While the riding season is nearly upon us, wheeling and dealing for used motorcycles is never out of season. When shopping for a used motorcycle, general appearance and how many bells and whistles come with the bike are usually what catch your eye. Looking good is definitely a benefit, but if the bike you buy doesn’t run, or doesn’t run well beyond the simple paces you put it through, it won’t do you much good.

Having been a line mechanic for a Harley-Davidson dealership, one of my roles was to assess the condition and value of all the bikes that were being traded in. In today’s post, Part 1 of What to Look for When Buying a Used Motorcycle, I’d like to share some of the general guidelines I used during inspection:

  • Assess the general condition of the bike, look for any oil leaks. If none are visible, check the oil itself. Look specifically for the condition and amount of oil in the bike. Dirty oil, or a low oil level, indicates poor maintenance habits by the motorcycle’s previous owner.

Tip: Visually inspect the underside of the bike. If it is squeaky clean, it may have just been washed, potentially to mask a possible leak.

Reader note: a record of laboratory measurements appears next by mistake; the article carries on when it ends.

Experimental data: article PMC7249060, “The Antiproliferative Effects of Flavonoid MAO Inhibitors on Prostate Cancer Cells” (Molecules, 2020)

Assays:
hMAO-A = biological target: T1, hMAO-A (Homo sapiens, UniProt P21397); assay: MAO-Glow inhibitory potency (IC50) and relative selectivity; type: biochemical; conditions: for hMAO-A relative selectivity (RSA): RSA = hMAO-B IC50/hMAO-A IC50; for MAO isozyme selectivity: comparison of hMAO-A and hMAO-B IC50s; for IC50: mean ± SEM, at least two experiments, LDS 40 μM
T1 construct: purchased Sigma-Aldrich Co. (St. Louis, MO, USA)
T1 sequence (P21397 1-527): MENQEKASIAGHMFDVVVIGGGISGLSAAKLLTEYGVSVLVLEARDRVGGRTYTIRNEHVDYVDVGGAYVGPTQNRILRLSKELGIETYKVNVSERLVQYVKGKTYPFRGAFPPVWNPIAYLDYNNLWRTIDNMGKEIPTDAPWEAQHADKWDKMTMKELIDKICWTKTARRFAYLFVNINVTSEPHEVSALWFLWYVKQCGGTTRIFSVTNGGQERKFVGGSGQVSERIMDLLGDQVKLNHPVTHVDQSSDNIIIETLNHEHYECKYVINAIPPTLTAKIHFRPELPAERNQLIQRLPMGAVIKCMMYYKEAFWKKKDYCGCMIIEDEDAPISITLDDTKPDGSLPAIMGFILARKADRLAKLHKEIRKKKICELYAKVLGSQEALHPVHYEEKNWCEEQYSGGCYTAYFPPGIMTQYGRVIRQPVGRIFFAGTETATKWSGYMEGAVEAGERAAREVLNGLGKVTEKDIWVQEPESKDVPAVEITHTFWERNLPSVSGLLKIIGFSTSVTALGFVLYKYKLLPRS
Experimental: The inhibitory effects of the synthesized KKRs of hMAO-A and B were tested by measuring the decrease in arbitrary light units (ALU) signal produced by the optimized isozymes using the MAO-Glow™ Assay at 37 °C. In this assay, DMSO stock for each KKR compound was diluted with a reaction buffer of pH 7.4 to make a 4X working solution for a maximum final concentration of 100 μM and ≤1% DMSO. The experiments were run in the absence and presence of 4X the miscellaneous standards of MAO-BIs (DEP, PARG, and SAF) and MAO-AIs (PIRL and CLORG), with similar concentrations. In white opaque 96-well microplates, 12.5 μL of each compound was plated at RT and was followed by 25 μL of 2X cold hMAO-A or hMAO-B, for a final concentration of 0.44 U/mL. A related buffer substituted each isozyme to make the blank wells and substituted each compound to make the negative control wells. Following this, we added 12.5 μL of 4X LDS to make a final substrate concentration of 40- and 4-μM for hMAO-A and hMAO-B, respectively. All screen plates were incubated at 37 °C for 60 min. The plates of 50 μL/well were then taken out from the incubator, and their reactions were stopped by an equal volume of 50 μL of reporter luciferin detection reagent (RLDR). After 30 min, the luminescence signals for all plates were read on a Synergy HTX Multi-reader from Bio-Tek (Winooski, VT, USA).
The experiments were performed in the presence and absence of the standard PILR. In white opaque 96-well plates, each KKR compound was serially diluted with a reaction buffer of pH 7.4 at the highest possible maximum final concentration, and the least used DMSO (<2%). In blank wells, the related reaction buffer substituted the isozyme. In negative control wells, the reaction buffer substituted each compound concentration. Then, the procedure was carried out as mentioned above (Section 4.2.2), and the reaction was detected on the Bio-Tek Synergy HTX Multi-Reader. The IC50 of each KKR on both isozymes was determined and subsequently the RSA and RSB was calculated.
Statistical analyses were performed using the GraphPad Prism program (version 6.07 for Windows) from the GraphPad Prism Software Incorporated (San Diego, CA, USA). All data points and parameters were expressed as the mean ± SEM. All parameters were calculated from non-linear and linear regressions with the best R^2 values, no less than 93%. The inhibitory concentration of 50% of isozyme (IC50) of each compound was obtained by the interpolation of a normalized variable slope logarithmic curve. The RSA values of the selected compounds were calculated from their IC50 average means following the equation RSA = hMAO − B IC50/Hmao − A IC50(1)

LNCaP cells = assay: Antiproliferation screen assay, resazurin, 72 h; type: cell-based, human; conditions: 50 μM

• Next, raise the seat and look at the condition of the motorcycle battery, which is often a good indicator as to how well a bike has been maintained. What you are looking for is a full battery with clean, tight terminals. If the battery does not pass inspection, there is a good chance you may find other problems.
  • This one may seem obvious, but take a good look all areas of the motorcycle for any signs of damage from the bike being dropped or crashed.
  • Check for operation of all the lights. Turn on signals, test brake lights (both front and back), and any check all other electrical accessories while you’re at it.
  • Inspect the tires for any unusual wear patterns. A cupped (i.e., scallops along the edges) front tire indicates problems inside the front fork. Look for weather checking (little cracks) on the sidewalls and measure depth of the threads, which must be 1/16th or better to be safe. If the tires aren’t in good shape, add the cost of a new set of tires to the purchase price of the bike.

Stay tuned for Parts 2 and 3, when I’ll cover what to look for and be aware of when it comes to the feel and sound of the used motorcycle you’re thinking about buying.